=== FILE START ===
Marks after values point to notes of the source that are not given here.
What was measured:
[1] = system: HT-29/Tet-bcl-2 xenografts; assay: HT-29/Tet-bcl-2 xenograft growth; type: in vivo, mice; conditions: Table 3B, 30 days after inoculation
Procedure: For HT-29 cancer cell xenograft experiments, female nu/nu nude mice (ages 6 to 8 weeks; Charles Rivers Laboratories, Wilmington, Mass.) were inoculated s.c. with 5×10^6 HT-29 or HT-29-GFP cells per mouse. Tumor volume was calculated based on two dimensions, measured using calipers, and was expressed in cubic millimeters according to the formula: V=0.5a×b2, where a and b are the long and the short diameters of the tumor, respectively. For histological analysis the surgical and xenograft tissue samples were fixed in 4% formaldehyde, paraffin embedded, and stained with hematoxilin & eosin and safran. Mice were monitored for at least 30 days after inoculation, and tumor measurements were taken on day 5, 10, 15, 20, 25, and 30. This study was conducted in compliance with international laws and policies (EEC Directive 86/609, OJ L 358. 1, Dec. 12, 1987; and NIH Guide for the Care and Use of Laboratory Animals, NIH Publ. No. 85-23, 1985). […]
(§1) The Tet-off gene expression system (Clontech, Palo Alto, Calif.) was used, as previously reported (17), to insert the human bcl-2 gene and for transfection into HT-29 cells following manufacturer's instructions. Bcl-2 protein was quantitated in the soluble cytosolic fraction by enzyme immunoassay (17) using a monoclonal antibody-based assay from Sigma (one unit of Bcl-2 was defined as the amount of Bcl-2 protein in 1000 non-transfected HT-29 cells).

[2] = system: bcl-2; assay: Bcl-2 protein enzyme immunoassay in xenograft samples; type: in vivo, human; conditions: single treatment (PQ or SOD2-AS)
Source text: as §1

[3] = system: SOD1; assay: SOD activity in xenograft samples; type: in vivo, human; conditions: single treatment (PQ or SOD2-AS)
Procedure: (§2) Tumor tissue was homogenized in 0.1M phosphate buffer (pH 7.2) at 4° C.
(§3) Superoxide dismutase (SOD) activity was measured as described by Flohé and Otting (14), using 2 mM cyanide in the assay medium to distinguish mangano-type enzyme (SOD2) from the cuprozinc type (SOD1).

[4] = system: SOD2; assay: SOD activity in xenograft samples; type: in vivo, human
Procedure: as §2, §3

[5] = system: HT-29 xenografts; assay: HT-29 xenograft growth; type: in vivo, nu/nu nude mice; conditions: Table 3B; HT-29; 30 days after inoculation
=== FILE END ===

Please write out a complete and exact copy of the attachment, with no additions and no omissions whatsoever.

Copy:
Marks after values point to notes of the source that are not given here.
What was measured:
[1] = system: HT-29/Tet-bcl-2 xenografts; assay: HT-29/Tet-bcl-2 xenograft growth; type: in vivo, mice; conditions: Table 3B, 30 days after inoculation
Procedure: For HT-29 cancer cell xenograft experiments, female nu/nu nude mice (ages 6 to 8 weeks; Charles Rivers Laboratories, Wilmington, Mass.) were inoculated s.c. with 5×10^6 HT-29 or HT-29-GFP cells per mouse. Tumor volume was calculated based on two dimensions, measured using calipers, and was expressed in cubic millimeters according to the formula: V=0.5a×b2, where a and b are the long and the short diameters of the tumor, respectively. For histological analysis the surgical and xenograft tissue samples were fixed in 4% formaldehyde, paraffin embedded, and stained with hematoxilin & eosin and safran. Mice were monitored for at least 30 days after inoculation, and tumor measurements were taken on day 5, 10, 15, 20, 25, and 30. This study was conducted in compliance with international laws and policies (EEC Directive 86/609, OJ L 358. 1, Dec. 12, 1987; and NIH Guide for the Care and Use of Laboratory Animals, NIH Publ. No. 85-23, 1985). […]
(§1) The Tet-off gene expression system (Clontech, Palo Alto, Calif.) was used, as previously reported (17), to insert the human bcl-2 gene and for transfection into HT-29 cells following manufacturer's instructions. Bcl-2 protein was quantitated in the soluble cytosolic fraction by enzyme immunoassay (17) using a monoclonal antibody-based assay from Sigma (one unit of Bcl-2 was defined as the amount of Bcl-2 protein in 1000 non-transfected HT-29 cells).

[2] = system: bcl-2; assay: Bcl-2 protein enzyme immunoassay in xenograft samples; type: in vivo, human; conditions: single treatment (PQ or SOD2-AS)
Source text: as §1

[3] = system: SOD1; assay: SOD activity in xenograft samples; type: in vivo, human; conditions: single treatment (PQ or SOD2-AS)
Procedure: (§2) Tumor tissue was homogenized in 0.1M phosphate buffer (pH 7.2) at 4° C.
(§3) Superoxide dismutase (SOD) activity was measured as described by Flohé and Otting (14), using 2 mM cyanide in the assay medium to distinguish mangano-type enzyme (SOD2) from the cuprozinc type (SOD1).

[4] = system: SOD2; assay: SOD activity in xenograft samples; type: in vivo, human
Procedure: as §2, §3

[5] = system: HT-29 xenografts; assay: HT-29 xenograft growth; type: in vivo, nu/nu nude mice; conditions: Table 3B; HT-29; 30 days after inoculation